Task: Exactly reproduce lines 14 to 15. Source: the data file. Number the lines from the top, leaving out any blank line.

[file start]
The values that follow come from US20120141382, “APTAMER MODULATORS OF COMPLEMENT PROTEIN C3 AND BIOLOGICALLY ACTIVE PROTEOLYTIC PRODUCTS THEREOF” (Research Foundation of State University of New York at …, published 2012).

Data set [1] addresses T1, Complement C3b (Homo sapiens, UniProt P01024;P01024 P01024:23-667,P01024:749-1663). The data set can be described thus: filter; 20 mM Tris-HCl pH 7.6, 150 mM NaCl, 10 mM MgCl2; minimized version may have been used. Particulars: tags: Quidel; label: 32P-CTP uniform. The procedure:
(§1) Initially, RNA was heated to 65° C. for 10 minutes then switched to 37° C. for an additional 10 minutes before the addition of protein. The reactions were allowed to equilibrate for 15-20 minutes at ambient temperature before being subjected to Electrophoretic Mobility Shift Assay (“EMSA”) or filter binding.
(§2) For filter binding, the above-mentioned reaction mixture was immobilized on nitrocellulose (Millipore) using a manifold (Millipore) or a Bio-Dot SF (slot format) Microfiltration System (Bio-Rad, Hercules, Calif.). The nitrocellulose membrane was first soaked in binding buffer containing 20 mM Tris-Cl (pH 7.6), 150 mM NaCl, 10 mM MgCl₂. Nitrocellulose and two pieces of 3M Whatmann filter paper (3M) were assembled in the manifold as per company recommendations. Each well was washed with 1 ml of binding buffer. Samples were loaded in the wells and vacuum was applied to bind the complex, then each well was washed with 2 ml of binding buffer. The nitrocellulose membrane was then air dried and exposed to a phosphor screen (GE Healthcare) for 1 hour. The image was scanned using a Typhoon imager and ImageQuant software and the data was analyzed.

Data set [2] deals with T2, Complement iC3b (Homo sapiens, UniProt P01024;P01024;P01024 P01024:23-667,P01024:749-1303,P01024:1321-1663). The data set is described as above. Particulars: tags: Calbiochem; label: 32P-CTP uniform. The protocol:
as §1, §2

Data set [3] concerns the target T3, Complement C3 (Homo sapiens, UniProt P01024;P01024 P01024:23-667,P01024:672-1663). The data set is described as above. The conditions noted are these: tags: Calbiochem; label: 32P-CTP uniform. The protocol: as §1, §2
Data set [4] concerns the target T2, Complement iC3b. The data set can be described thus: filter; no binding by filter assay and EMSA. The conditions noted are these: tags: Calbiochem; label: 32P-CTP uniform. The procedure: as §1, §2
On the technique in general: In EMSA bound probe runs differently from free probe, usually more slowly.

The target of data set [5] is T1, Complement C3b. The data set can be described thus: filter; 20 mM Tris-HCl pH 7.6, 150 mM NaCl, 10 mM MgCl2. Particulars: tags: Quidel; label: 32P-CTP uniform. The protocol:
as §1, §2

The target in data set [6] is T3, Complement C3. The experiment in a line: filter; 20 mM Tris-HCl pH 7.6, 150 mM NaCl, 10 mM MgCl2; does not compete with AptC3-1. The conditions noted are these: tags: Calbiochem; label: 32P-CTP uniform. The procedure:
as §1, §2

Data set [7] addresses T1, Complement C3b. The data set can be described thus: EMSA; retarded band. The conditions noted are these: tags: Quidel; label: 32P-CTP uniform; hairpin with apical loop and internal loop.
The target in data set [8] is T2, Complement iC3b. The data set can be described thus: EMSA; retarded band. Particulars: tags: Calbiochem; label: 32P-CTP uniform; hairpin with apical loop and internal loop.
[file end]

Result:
Data set [7] addresses T1, Complement C3b. The data set can be described thus: EMSA; retarded band. The conditions noted are these: tags: Quidel; label: 32P-CTP uniform; hairpin with apical loop and internal loop.
The target in data set [8] is T2, Complement iC3b. The data set can be described thus: EMSA; retarded band. Particulars: tags: Calbiochem; label: 32P-CTP uniform; hairpin with apical loop and internal loop.